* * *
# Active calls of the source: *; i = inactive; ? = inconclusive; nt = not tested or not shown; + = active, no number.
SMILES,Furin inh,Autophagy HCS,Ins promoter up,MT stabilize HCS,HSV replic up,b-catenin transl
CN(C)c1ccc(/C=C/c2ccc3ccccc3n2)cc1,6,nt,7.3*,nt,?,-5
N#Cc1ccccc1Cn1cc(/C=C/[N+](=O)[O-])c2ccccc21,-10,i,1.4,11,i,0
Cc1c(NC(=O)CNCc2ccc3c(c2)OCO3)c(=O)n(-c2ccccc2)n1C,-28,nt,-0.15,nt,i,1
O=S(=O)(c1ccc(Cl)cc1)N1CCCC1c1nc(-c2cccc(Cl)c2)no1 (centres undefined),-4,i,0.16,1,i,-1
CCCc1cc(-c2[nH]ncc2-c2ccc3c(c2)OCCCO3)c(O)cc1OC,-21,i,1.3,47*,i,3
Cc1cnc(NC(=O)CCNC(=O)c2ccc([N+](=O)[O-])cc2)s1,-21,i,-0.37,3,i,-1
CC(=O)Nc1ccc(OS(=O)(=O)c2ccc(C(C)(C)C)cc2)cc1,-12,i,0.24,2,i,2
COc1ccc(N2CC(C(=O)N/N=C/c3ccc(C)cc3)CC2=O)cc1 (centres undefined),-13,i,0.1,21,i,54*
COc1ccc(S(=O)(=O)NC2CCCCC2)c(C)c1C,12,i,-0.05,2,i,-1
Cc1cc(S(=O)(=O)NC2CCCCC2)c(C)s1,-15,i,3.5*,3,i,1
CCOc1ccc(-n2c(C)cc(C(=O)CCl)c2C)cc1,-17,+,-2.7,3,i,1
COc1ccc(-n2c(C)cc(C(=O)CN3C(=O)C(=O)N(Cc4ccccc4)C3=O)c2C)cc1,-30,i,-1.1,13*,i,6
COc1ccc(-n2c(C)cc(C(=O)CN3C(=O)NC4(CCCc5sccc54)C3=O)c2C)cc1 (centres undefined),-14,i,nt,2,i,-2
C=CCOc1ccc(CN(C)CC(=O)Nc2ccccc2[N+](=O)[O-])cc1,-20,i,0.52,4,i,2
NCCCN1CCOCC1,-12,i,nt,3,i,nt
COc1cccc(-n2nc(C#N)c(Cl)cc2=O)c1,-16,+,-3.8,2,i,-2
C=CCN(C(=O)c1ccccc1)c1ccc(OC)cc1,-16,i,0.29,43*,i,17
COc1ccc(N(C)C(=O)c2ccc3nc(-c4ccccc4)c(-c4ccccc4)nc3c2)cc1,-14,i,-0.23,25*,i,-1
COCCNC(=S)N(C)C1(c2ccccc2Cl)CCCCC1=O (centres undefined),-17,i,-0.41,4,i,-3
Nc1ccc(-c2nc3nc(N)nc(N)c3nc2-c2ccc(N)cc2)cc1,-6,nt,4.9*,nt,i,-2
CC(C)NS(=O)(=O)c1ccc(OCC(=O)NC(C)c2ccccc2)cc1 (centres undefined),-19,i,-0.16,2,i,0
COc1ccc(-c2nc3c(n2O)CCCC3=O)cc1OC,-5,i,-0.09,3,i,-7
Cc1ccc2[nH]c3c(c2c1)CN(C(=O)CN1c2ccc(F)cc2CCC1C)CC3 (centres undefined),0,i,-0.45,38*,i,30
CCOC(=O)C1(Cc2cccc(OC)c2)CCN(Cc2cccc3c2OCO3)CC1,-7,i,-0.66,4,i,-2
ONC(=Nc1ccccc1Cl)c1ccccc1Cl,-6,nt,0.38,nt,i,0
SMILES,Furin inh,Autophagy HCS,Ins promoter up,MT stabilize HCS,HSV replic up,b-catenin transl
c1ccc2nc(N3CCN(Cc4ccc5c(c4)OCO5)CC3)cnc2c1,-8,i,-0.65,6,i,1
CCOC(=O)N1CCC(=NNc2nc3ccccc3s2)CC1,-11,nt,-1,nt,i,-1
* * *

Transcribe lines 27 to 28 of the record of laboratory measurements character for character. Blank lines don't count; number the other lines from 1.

ONC(=Nc1ccccc1Cl)c1ccccc1Cl,-6,nt,0.38,nt,i,0
SMILES,Furin inh,Autophagy HCS,Ins promoter up,MT stabilize HCS,HSV replic up,b-catenin transl